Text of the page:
Pandemic ushered 'unprecedented' declines in hospital patient experience scores, study finds

Though hospitals’ patient experience scores broadly suffered during the COVID-19 pandemic, the “unprecedented” declines were greatest among facilities that were already facing staffing issues prior to 2020, according to a new analysis published in JAMA Health Forum.

The analysis of Hospital Consumer Assessment of Healthcare Providers and Systems (HCAHPS) responses found a steady decrease in summary HCAHPS scores across nearly 3,400 participating hospitals.

Compared to expected trends based on survey data from 2018 and 2019, U.S. hospitals logged a 1.2 percentage point decline in the second quarter of 2020, the start of the pandemic, that deteriorated to a 3.6 percentage point reduction by the end of 2021, per the study.

“This unprecedented decline in patient experience was seen in every region of the U.S., with relatively little regional variation,” Marc Elliott, the study’s lead author and a senior principal researcher at RAND Corporation, said in a release. “Hospitals with higher staffing levels and better overall pre-pandemic quality were more resilient and slower to see their decline. But eventually even their patients also reported worse experiences.”

RAND conducted the study alongside collaborators from the Health Services Advisory Group, the Centers for Medicare & Medicaid Services (CMS)—which runs the HCAHPS surveys and funded the new research under contract—and Yale School of Public Health. The analysis included about 5.3 million completed HCAHPS surveys from 2018 and 2019 as well as 3.9 million from 2020 and 2021.

Across individual HCAHPS measures, patients reported the largest hits to hospital staff responsiveness (a 5.6 percentage point decline in scores as of the fourth quarter of 2021) and hospitals’ cleanliness (a 4.9 percentage point decline), “possibly reflecting high absenteeism in the hospital workforce and delays in care associated with staff having to wear [personal protective equipment],” the researchers wrote.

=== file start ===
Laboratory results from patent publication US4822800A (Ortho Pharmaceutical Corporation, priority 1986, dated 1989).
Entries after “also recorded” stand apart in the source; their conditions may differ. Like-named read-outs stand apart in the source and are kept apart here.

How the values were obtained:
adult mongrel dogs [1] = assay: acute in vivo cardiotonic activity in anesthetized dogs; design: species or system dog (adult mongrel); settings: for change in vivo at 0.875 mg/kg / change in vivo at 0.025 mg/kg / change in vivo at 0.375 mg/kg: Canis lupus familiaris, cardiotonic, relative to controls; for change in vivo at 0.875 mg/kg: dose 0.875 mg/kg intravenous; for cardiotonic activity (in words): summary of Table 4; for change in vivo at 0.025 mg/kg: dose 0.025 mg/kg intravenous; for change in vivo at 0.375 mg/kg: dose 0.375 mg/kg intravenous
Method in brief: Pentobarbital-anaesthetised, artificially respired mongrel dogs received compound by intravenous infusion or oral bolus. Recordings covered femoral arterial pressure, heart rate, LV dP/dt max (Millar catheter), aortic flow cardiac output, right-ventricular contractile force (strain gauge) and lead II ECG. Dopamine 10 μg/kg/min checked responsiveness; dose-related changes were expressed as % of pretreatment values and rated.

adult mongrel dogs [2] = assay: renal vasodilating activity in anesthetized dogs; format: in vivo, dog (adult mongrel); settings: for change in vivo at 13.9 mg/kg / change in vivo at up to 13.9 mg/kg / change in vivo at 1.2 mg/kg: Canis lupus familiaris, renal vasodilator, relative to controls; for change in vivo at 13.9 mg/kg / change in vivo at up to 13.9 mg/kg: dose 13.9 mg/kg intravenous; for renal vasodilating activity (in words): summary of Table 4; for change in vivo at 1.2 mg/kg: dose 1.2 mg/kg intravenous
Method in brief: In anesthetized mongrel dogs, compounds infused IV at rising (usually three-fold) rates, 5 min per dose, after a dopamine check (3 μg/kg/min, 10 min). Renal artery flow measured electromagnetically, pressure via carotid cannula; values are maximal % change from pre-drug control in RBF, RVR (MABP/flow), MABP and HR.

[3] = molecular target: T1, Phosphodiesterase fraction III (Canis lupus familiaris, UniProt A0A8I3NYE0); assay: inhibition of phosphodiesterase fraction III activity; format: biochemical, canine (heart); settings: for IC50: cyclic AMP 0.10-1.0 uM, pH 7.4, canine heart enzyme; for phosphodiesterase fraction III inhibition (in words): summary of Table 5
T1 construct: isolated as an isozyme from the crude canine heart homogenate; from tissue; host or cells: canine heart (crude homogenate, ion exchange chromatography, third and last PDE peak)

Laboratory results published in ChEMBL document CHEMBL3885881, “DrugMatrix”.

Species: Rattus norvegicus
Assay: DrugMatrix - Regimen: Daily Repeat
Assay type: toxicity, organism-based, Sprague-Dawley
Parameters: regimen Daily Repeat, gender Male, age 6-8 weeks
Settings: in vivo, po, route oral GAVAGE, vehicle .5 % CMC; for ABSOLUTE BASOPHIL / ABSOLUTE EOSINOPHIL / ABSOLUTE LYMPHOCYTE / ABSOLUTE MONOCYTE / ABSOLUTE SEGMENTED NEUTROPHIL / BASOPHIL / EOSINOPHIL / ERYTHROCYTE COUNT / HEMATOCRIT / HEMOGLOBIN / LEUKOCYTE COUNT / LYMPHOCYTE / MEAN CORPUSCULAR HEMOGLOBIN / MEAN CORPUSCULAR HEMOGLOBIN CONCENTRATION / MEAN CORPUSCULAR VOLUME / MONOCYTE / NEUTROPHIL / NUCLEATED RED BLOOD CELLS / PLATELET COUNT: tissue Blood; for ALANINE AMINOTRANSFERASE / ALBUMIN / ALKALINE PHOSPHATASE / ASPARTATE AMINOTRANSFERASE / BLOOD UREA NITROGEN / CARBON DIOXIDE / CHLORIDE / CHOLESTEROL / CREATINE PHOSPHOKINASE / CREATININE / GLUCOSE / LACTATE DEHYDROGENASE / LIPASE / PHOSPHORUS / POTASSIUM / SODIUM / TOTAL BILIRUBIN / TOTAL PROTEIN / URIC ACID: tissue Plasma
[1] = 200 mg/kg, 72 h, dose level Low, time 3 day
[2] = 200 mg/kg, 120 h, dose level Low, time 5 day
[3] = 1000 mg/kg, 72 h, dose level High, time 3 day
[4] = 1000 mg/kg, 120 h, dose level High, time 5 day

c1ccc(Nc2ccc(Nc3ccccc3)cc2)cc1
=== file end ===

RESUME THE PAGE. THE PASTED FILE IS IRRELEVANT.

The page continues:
Less impacted were HCAHPS metrics addressing discharge information and hospital quietness, though those ultimately logged respective 1.6 and 1.8 percentage point declines. Measures of overall hospital ratings as to whether patients would recommend a hospital were initially slow to drop but caught up to the other more specific HCAHPS metrics by the second quarter of 2021, researchers wrote.

“This pattern suggests that global ratings alone do not fully capture changes in specific patient experiences, nor do they identify the areas in need of improvement, especially in the face of unusual events such as a pandemic,” Elliott said.

Hospitals with the lowest prepandemic staffing levels saw the greatest initial hit to their summary HCAHPS score, researchers found, though those with greater staffing had reached similar decrements by the study period’s final quarter.

Similarly, facilities with five-star hospital ratings “showed consistently smaller declines” in summary scores across the period than one-star and two-star hospitals. That gap narrowed by the fourth quarter of 2021 with just a 13% difference in impact between the groups, or a 3.2% percentage point decline for high-quality hospitals and a 3.7% percentage point drop for the low-quality hospitals.

Based on these findings, researchers speculated that the high-quality hospitals were more resistant to staff reductions, allowing them to better adapt to pandemic challenges until the cumulative effects of staff burnout and the emergence of the omicron variant.

Though the researchers’ findings paint a clearer picture of patient experience during the pandemic, the team’s conclusions shouldn’t come as a surprise to patients or providers alike.

Prior reports from the Leapfrog Group, Press Ganey and the Centers for Disease Control and Prevention have outlined hospitals and other provider settings’ sliding patient experience, safety and quality measures. At one point, CMS even considered temporarily pausing its public reporting on certain hospital safety metrics over concerns that the sliding scores could unfairly harm facilities’ reputations.